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Biden says it's an 'embarassment' that Trump hasn't conceded yet

US Secretary of State Mike Pompeo, meanwhile, has claimed that there will be a “smooth transition” to a second Trump administration.

US PRESIDENT-ELECT Joe Biden has said that Donald Trump’s refusal to concede the US election was an “embarrassment” that will reflect poorly on his legacy.

“I just think it’s an embarrassment, quite frankly,” Biden said when asked what he thinks about Trump’s refusal to acknowledge defeat in the election.

“How can I say this tactfully,” Biden told reporters in his home town of Wilmington, Delaware. “I think it will not help the president’s legacy.”

When asked what he would say to Trump, given the chance, Biden replied: “Mr President, look forward to speaking with you.”

But the Democratic president-elect downplayed the impact of Trump’s refusal to assist with the transition toward a new US administration.

“The fact that they’re not willing to acknowledge we won at this point is not of much consequence in our planning,” Biden said, looking ahead to his inauguration.

“I think at the end of the day, it’s all going to come to fruition on January 20th, and between now and then, my hope and expectation is that the American people do know, and do understand that there has been a transition.”

World leaders including almost all US allies have congratulated Biden, who has achieved unassailable leads in key states as well as a commanding edge in the nationwide popular vote. Today, he has spoken to leaders including Taoiseach Micheál Martin.

But Trump has refused to concede the 3 November election and has alleged massive fraud, calling for recounts and legal action.

Earlier, US Secretary of State Mike Pompeo has promised the world a “smooth transition” after US elections but refused to recognise President-elect Joe Biden’s victory, saying Donald Trump will remain in power.

“There will be a smooth transition to a second Trump administration,” Pompeo said in an at times testy news conference when asked about contacts with the Biden team.

“The world should have every confidence that the transition necessary to make sure that the State Department is functional today… with the president who is in office on January 20 a minute after noon will be successful,” he said, referring to the date of the presidential inauguration.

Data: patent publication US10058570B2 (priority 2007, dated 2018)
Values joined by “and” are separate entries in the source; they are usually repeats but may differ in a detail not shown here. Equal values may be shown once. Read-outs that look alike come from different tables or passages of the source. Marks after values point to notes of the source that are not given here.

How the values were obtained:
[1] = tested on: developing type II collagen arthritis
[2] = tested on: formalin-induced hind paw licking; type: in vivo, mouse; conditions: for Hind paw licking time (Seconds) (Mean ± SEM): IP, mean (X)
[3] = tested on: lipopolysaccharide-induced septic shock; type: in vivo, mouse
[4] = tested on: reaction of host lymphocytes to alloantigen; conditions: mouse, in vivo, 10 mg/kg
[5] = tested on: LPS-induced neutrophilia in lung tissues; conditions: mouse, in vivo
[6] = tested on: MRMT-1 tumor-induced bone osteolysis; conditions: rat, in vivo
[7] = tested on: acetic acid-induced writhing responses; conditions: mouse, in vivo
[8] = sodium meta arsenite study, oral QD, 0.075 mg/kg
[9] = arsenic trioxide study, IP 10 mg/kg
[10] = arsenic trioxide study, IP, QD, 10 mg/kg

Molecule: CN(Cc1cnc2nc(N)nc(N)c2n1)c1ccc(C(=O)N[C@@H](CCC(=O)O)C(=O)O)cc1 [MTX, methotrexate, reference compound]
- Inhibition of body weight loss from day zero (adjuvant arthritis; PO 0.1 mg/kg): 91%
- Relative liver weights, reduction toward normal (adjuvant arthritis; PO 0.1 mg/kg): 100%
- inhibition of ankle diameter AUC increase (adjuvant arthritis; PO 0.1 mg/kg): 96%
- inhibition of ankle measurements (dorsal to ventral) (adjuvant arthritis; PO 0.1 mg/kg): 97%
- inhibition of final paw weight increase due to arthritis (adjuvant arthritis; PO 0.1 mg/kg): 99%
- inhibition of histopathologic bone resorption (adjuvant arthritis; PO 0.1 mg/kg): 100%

Asked if the United States can still issue statements calling for free elections around the world, Pompeo said the question was “ridiculous.”

“This department cares deeply to make sure that elections around the world are safe and secure and free and fair, and my officers risk their lives to ensure that that happens,” he said.

Earlier today, both Taoiseach Micheál Martin and UK Prime Minister Boris Johnson had phone calls with the president-elect.

Martin said he congratulated Biden “on the historic nature of his election” and that of Vice President Elect Kamala Harris.

“We agreed to work closely together,” said the Taoiseach.

Government sources here have described the call as “very personal”. The two leaders discussed many issues, such as Brexit and the border with Northern Ireland.

Biden is understood to have told the Taoiseach that he is determined to sign back up to the Paris Accord.

Downing Street, meanwhile, said that Johnson discussed trade with Biden, as he seeks to negotiate a post-Brexit deal with Washington.

And they were said to have discussed Nato, which Trump routinely railed against during his single term as president, which continues into January.

A No 10 spokesman said the recovery from the coronavirus pandemic was another topic of discussion, with both men using the “build back better” slogan, and that Johnson invited Biden to the United Nations climate crisis summit being hosted by the UK in Glasgow in November next year.

With reporting from Sean Murray, Christina Finn

© AFP 2020

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